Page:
Some high-dollar markets, like the tech industry seem to be making strides with leave policies, but low-income workers don't have access to the same types of policies. And even with FMLA, at least 40% of workers are excluded from the small benefits it offers, according to the Council of Economic Advisors.
6. The policies need to be inclusive
The US is far behind the 78 countries with paid paternity leave laws, and many policies don't include parents who adopt children or have a surrogate. In an in-depth look at this issue in early January, Bloomberg Businessweek found that when companies offer leave to fathers, it decreases the likelihood that employers will stigmatize young women and not hire them, and the requests from men to take that leave increase — in California, 26% of men use it.
7. Paid leave is good for business
According to a 2011 study by California's Center for Economic and Policy Research after the state implemented paid leave, 91% of businesses said it had a positive effect on profitability or no effect at all — that is, it didn't show any disadvantages whatsoever. It just makes good economic sense, and not just for women. Economists have found that when people are offered paid leave, they take it, which lessens their likelihood to drop out of the workforce completely. And this is especially true for low-income parents, who can't afford to take unpaid leave (if they're even afforded it under FMLA). Research shows that women who have paid maternity leave have a higher chance of returning to work.
8. Tech giants have some of the best maternity leave policies in the US
Google is one of the leaders in this realm. Susan Wojcicki, the CEO of YouTube, wrote about her experience in the Wall Street Journal last year, detailing that she was the first employee to go on paid maternity leave at Google. In 2007, Google increased paid maternity leave from 12 weeks to 18, and she said "the rate at which new moms left Google fell by 50%." They also increased paternity leave to 12 weeks.
Other research shows that other tech companies have decent maternity leave policies as well. Facebook, for instance, offers equal time off for all parents, and a $4,000 bonus for baby care. Apple offers four weeks off before birth and 16 weeks after, and fathers and adoptive parents can take six weeks off. Yahoo offers 16 weeks of paid time off for mothers, and eight weeks for fathers and parents of adopted children. Instagram and Reddit offer 17 weeks to mothers, and Twitter offers 20, and all offer paid time off to fathers and adoptive parents.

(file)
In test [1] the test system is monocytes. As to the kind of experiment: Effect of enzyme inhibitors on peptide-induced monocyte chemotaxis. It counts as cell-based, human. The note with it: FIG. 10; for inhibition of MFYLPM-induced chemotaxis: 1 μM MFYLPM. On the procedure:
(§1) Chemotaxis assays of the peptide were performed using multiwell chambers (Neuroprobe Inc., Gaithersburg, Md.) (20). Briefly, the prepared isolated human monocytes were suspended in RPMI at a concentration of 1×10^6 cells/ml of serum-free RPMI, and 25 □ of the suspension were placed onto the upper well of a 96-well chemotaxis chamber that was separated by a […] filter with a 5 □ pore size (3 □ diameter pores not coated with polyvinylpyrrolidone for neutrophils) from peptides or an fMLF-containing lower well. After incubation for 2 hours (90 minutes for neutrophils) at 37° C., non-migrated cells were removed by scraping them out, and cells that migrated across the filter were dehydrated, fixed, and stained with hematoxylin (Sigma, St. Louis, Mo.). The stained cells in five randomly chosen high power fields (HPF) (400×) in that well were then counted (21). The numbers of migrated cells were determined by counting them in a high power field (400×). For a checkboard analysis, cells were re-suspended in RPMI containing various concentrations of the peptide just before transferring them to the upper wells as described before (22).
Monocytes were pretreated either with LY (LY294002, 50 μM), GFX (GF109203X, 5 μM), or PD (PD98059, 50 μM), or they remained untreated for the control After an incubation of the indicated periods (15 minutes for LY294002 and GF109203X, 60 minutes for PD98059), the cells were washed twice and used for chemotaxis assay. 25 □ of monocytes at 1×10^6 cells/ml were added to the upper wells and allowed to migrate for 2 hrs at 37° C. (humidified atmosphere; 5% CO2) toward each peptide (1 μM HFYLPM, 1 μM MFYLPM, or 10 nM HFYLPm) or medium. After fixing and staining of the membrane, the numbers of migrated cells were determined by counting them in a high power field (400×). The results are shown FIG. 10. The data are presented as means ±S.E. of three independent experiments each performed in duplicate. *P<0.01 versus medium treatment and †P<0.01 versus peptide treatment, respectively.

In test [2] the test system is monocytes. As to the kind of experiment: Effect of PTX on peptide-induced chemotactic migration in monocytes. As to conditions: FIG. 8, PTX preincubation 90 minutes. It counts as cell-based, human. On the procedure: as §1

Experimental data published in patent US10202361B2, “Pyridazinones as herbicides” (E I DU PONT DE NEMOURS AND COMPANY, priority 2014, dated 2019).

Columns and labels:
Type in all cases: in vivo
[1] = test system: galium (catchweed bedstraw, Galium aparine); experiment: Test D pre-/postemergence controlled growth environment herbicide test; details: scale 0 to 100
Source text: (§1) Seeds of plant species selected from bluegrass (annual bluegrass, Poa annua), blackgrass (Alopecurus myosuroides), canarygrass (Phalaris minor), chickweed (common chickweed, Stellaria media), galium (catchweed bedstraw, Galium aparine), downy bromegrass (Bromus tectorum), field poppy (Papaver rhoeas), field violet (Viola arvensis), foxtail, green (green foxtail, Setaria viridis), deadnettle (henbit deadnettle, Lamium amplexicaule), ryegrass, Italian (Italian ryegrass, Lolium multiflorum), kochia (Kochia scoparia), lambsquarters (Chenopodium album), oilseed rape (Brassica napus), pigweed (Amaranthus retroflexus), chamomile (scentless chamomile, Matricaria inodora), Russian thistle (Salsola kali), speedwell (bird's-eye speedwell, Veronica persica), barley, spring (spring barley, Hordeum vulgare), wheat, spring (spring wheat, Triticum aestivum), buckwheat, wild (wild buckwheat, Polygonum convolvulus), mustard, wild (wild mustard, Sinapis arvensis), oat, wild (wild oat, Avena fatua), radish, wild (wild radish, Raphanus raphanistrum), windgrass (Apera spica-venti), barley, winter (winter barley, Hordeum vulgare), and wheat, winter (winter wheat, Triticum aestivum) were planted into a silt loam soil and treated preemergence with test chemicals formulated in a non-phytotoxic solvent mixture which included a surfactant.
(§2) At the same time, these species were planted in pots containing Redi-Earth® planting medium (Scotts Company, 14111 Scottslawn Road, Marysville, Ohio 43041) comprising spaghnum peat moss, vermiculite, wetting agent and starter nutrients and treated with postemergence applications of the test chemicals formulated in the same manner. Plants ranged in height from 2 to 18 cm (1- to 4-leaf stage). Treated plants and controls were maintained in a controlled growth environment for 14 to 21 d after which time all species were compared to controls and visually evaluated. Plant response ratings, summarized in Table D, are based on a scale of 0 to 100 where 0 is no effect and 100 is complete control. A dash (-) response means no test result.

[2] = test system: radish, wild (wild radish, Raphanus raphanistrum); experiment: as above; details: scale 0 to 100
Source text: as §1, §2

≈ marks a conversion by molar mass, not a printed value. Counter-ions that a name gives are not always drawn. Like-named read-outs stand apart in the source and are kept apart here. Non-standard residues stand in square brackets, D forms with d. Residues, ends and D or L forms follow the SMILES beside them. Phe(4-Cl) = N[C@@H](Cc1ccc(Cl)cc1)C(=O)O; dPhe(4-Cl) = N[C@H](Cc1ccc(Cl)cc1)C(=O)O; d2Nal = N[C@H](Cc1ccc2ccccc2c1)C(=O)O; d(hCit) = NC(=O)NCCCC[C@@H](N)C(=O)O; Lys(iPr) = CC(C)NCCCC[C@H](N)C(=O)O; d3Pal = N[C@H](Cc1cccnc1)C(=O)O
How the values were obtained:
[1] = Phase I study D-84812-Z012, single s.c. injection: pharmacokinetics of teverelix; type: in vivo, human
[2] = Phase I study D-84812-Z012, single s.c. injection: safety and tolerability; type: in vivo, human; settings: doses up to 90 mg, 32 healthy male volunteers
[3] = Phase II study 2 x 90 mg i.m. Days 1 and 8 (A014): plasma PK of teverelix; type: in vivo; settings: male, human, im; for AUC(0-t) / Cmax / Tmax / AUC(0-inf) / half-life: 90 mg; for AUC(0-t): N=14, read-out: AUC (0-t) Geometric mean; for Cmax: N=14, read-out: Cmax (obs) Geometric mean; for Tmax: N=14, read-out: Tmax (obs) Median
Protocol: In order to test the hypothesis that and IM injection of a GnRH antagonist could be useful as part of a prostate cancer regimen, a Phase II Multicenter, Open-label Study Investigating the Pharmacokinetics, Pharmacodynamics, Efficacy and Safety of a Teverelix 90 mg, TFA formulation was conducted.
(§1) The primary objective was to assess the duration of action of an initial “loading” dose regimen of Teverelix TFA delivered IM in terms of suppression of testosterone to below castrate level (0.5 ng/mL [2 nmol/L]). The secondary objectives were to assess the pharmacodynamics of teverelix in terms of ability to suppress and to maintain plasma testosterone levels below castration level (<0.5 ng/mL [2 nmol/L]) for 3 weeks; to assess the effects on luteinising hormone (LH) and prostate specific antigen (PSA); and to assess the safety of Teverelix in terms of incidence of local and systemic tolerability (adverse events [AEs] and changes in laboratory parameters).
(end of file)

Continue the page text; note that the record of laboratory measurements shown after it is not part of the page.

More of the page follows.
9. President Obama is trying to make it national policy
At the end of 2014, Obama gave federal employees six weeks of paid leave when they become parents, and has touted paid parental leave as an economic matter for the country. But, his plan of six weeks still offers much less than other industrialized nations. Denmark offers a year. Italy offers five months. France offers 16 weeks. Mexico offers 12. Afghanistan offers 13. A Pew research report in 2013 looked at 38 countries and found that the average fully-paid time off for new mothers is five to six months.
10. Companies are slowly making better policies
As the conversation about paid maternity leave continues, more companies are starting to make changes. In March, telecommunications company Vodafone announced its 30 companies around the world would have to provide 16 weeks of paid maternity leave, and enact a policy that women can work 30 hours a week for full-time salary for six months after that. That policy is unique, maybe the first of its kind. And it's less odd than Facebook and Apple offering to freeze eggs.
None of the changes companies are making are exactly lush or comforting, or even comparable to other countries' national policies, and only federal and/or state laws for paid maternity leave will help all Americans. But, they are a move in the right direction.
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Lyndsey Gilpin has nothing to disclose. She doesn't hold investments in the technology companies she covers.
Lyndsey Gilpin is a former Staff Writer for TechRepublic, covering sustainability and entrepreneurship. She's co-author of the book Follow the Geeks.